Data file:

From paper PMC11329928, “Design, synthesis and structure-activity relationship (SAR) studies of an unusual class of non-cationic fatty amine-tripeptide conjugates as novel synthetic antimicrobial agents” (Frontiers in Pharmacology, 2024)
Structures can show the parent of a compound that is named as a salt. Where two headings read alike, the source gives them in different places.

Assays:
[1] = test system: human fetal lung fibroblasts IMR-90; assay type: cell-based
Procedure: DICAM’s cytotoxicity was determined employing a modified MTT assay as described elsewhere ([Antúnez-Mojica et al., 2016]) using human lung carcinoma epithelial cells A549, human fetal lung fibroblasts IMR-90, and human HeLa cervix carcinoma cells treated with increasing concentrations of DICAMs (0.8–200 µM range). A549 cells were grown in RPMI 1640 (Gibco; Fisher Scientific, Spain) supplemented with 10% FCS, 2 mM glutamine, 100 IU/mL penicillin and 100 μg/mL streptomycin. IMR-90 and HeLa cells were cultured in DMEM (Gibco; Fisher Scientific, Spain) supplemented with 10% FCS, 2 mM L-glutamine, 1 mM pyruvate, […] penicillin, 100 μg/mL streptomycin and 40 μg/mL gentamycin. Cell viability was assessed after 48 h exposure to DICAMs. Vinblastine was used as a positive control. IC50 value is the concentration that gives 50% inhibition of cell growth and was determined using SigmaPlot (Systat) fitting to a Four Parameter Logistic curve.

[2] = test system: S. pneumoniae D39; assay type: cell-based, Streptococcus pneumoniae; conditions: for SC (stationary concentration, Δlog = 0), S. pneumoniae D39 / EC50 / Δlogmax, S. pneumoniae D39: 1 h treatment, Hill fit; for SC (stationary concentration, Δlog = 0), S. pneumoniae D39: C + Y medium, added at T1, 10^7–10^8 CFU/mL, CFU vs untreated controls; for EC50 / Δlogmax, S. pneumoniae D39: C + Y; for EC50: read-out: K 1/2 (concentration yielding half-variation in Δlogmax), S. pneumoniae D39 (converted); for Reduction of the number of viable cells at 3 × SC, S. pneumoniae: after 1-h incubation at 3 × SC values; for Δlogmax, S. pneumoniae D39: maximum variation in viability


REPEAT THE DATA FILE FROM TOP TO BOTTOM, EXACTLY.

From paper PMC11329928, “Design, synthesis and structure-activity relationship (SAR) studies of an unusual class of non-cationic fatty amine-tripeptide conjugates as novel synthetic antimicrobial agents” (Frontiers in Pharmacology, 2024)
Structures can show the parent of a compound that is named as a salt. Where two headings read alike, the source gives them in different places.

Assays:
[1] = test system: human fetal lung fibroblasts IMR-90; assay type: cell-based
Procedure: DICAM’s cytotoxicity was determined employing a modified MTT assay as described elsewhere ([Antúnez-Mojica et al., 2016]) using human lung carcinoma epithelial cells A549, human fetal lung fibroblasts IMR-90, and human HeLa cervix carcinoma cells treated with increasing concentrations of DICAMs (0.8–200 µM range). A549 cells were grown in RPMI 1640 (Gibco; Fisher Scientific, Spain) supplemented with 10% FCS, 2 mM glutamine, 100 IU/mL penicillin and 100 μg/mL streptomycin. IMR-90 and HeLa cells were cultured in DMEM (Gibco; Fisher Scientific, Spain) supplemented with 10% FCS, 2 mM L-glutamine, 1 mM pyruvate, […] penicillin, 100 μg/mL streptomycin and 40 μg/mL gentamycin. Cell viability was assessed after 48 h exposure to DICAMs. Vinblastine was used as a positive control. IC50 value is the concentration that gives 50% inhibition of cell growth and was determined using SigmaPlot (Systat) fitting to a Four Parameter Logistic curve.

[2] = test system: S. pneumoniae D39; assay type: cell-based, Streptococcus pneumoniae; conditions: for SC (stationary concentration, Δlog = 0), S. pneumoniae D39 / EC50 / Δlogmax, S. pneumoniae D39: 1 h treatment, Hill fit; for SC (stationary concentration, Δlog = 0), S. pneumoniae D39: C + Y medium, added at T1, 10^7–10^8 CFU/mL, CFU vs untreated controls; for EC50 / Δlogmax, S. pneumoniae D39: C + Y; for EC50: read-out: K 1/2 (concentration yielding half-variation in Δlogmax), S. pneumoniae D39 (converted); for Reduction of the number of viable cells at 3 × SC, S. pneumoniae: after 1-h incubation at 3 × SC values; for Δlogmax, S. pneumoniae D39: maximum variation in viability